• Nonbiological relationships
  • Poor social network
  • Poverty
  • Prematurity
  • Punitive child-rearing styles
  • Substance abuse
  • Unemployment
  • Unrealistic expectations
  • Young parents

Situational Triggers:

  • Acute environmental problems
  • Argument
  • Substance abuse
  • Perceived need for discipline/punishment


The fourth National Incidence Study on Child Abuse and Neglect found that emotional neglect among American children has significantly increased in recent years. T

he number of neglected children has increased by 101%, from 584,100 in 1993 to 1,173,800 in 2006.

Females between the ages of 12 to 24 have been shown to be the demographic at highest risk of becoming victims of sexual assault and rape.

Greater than 50% of the rapes targeting women happen during childhood, and between 5% and 25% of adults report being victims of child sexual abuse.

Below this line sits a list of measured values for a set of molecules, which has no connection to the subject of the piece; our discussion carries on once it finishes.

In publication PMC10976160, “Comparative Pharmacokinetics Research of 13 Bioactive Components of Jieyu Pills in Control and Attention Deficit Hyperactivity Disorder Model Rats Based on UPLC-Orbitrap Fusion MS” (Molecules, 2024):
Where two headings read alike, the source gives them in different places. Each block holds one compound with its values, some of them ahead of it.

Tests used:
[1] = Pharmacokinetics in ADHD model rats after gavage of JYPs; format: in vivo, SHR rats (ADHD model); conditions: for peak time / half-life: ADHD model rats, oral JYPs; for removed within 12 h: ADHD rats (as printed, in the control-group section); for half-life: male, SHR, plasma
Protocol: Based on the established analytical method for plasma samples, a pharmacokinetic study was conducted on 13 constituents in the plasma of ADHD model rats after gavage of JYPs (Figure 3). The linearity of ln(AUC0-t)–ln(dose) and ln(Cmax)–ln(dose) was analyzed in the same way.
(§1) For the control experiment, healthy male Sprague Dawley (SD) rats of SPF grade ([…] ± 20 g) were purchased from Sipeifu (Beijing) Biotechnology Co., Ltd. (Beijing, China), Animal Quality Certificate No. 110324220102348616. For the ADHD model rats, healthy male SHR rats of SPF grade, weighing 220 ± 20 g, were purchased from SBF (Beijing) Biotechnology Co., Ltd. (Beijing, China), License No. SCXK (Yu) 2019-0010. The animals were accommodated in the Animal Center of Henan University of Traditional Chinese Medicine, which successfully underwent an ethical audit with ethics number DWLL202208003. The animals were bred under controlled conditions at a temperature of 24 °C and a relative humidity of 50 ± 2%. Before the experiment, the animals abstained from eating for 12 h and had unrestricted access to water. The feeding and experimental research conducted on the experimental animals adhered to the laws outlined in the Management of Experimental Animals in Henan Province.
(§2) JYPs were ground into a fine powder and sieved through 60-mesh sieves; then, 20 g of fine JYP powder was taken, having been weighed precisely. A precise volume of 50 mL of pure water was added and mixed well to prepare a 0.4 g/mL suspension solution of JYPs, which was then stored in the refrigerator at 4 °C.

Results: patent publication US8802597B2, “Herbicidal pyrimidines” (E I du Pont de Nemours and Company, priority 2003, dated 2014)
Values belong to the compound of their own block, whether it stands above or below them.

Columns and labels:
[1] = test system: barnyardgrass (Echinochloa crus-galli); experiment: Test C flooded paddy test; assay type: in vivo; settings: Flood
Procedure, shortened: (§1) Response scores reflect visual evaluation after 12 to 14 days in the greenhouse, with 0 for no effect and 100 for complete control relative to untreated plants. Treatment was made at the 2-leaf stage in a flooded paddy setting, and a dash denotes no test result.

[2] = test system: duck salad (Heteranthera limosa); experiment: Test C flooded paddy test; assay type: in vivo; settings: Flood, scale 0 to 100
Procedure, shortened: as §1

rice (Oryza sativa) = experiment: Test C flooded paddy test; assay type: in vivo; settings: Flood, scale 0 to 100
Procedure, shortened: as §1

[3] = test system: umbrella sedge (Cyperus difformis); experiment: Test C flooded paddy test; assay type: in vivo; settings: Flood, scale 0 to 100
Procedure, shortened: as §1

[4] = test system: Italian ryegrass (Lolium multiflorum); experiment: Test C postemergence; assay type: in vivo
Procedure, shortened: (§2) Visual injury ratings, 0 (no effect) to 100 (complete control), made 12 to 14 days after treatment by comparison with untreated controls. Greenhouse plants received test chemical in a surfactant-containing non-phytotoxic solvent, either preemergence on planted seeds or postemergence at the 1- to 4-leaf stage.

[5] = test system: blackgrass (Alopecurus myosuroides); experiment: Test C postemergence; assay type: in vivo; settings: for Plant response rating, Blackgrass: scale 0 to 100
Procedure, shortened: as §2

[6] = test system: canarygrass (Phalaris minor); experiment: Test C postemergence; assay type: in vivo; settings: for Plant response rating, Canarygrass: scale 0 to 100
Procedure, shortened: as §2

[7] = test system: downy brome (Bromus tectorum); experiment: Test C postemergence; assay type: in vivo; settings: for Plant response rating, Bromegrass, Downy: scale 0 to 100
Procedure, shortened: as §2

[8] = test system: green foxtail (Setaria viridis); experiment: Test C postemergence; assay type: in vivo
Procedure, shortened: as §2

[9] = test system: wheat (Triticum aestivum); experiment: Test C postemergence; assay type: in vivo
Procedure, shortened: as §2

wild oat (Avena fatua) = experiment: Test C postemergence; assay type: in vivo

Fewer than half of all sexual assaults are ever reported to the police. It is believed that many statistics on child sexual abuse and neglect vastly underestimate its incidence.

History and Physical

Child protection investigators conduct thorough interviews with victims of child sexual abuse, which typically serve as the best source of evidence for prosecutors.

It is therefore important in the emergent setting for healthcare providers to limit their interview of the child to the pertinent medical history that addresses the relevant clinical presentation.

Note the presence or absence of prior genitourinary trauma, urinary tract or anogenital infections, discharge, as well as toileting concerns.